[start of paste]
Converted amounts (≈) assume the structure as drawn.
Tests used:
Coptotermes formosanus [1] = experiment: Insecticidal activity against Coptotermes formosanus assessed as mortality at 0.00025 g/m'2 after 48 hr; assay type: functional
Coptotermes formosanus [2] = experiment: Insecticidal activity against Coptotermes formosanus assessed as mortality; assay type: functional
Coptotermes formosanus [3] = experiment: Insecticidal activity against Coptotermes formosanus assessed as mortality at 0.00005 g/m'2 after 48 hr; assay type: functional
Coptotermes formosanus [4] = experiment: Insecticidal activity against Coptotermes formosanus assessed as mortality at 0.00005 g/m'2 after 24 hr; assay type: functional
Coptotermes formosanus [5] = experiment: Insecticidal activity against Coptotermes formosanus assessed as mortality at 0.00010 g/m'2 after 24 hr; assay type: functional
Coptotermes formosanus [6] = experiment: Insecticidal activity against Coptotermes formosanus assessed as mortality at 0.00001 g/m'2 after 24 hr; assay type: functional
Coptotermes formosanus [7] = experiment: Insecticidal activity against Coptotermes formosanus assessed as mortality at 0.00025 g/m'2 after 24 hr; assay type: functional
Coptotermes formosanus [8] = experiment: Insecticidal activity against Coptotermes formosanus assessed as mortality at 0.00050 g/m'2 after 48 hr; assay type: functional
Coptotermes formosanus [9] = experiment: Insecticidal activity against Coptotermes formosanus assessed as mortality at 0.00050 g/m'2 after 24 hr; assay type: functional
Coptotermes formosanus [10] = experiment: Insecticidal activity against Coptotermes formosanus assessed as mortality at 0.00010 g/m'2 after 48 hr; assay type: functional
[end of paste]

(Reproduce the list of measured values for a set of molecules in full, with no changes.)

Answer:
Converted amounts (≈) assume the structure as drawn.
Tests used:
Coptotermes formosanus [1] = experiment: Insecticidal activity against Coptotermes formosanus assessed as mortality at 0.00025 g/m'2 after 48 hr; assay type: functional
Coptotermes formosanus [2] = experiment: Insecticidal activity against Coptotermes formosanus assessed as mortality; assay type: functional
Coptotermes formosanus [3] = experiment: Insecticidal activity against Coptotermes formosanus assessed as mortality at 0.00005 g/m'2 after 48 hr; assay type: functional
Coptotermes formosanus [4] = experiment: Insecticidal activity against Coptotermes formosanus assessed as mortality at 0.00005 g/m'2 after 24 hr; assay type: functional
Coptotermes formosanus [5] = experiment: Insecticidal activity against Coptotermes formosanus assessed as mortality at 0.00010 g/m'2 after 24 hr; assay type: functional
Coptotermes formosanus [6] = experiment: Insecticidal activity against Coptotermes formosanus assessed as mortality at 0.00001 g/m'2 after 24 hr; assay type: functional
Coptotermes formosanus [7] = experiment: Insecticidal activity against Coptotermes formosanus assessed as mortality at 0.00025 g/m'2 after 24 hr; assay type: functional
Coptotermes formosanus [8] = experiment: Insecticidal activity against Coptotermes formosanus assessed as mortality at 0.00050 g/m'2 after 48 hr; assay type: functional
Coptotermes formosanus [9] = experiment: Insecticidal activity against Coptotermes formosanus assessed as mortality at 0.00050 g/m'2 after 24 hr; assay type: functional
Coptotermes formosanus [10] = experiment: Insecticidal activity against Coptotermes formosanus assessed as mortality at 0.00010 g/m'2 after 48 hr; assay type: functional